Control gives many people a sense of security, but sometimes it can become a disease in itself. A 70-year-old developed a health fear from the influence of her smartwatch and took 916 EKGs in one year.
First a 70-year-old was diagnosed with atrial fibrillation, followed by the next diagnosis a year later: The woman suffers from an anxiety disorder. That was triggered by their smartwatch, reports ” The Verge “. Although she had no worrying symptoms, the woman developed a kind of obsession with checking her health metrics on her watch. But this made her even more concerned so that she paid even more attention to the measurements of the device – a vicious circle.
After one year, the woman had already counted 916 EKGs on her device. Electrocardiography, for short, EKG, enables electrical processes in the heart muscle to be represented graphically. This allows conclusions to be drawn about the heart function, according to the ” Apotheken Umschau “. The EKG measures electronic excitations by means of electrodes on the skin surface, which are triggered before the heart muscle contracts.
Usually, an EKG is only done if there is a suspicion of diseases or impairment of the function of the heart muscle.
Control mania is not an isolated case – smartwatches seduce many concerned
Lindsey Rosman, an assistant professor of medicine at the University of North Carolina, told “The Verge” that the 70-year-old patient was not an exception. You yourself have already published an article about this case. Those patients – mostly with cardiac arrhythmias – are meanwhile everyday life in cardiology clinics. They regularly flooded the waiting rooms with mountains of papers – all data that their smartwatches would have recorded.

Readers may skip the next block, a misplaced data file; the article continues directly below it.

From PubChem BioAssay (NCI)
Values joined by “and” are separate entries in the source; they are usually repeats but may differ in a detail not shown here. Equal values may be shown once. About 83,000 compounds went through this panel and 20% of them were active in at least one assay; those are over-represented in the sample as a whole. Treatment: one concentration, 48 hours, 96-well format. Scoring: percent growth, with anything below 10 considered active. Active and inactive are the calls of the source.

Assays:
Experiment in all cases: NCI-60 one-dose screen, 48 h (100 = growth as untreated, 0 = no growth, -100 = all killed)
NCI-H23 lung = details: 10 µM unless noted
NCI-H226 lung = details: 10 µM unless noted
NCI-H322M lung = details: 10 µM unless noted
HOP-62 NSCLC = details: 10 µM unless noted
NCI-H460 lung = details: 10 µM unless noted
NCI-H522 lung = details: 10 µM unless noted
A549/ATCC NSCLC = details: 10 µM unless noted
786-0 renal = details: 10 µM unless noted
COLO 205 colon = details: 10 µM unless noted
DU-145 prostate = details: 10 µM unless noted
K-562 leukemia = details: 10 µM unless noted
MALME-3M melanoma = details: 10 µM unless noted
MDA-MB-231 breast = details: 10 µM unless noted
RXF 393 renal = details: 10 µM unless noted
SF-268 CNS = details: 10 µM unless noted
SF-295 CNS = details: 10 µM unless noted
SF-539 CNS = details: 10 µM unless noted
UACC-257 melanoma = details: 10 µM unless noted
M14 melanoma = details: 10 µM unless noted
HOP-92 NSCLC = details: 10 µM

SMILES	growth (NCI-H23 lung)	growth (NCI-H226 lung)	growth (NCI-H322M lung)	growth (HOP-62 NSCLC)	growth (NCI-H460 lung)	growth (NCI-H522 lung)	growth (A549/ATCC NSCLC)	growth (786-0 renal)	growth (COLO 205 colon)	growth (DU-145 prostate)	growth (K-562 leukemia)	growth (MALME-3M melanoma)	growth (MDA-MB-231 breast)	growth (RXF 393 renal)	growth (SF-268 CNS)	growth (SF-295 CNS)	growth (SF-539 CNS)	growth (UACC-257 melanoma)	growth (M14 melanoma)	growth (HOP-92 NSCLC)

Smartwatches can be helpful
The professor emphasizes that smartwatches can, for example, provide important big data for scientific purposes, but can also trigger a controlled mania. “It can help trigger this pattern of pathological symptom observation,” Rosman told the online magazine. The results of the smartwatch are often misinterpreted and irregularities are seen as a potential danger – this prompts patients to check the screen on their wrist even more regularly.
Rosman would like manufacturers to work more closely with medical experts in this case. To this day, little research has been carried out into the likelihood of suffering from such fear.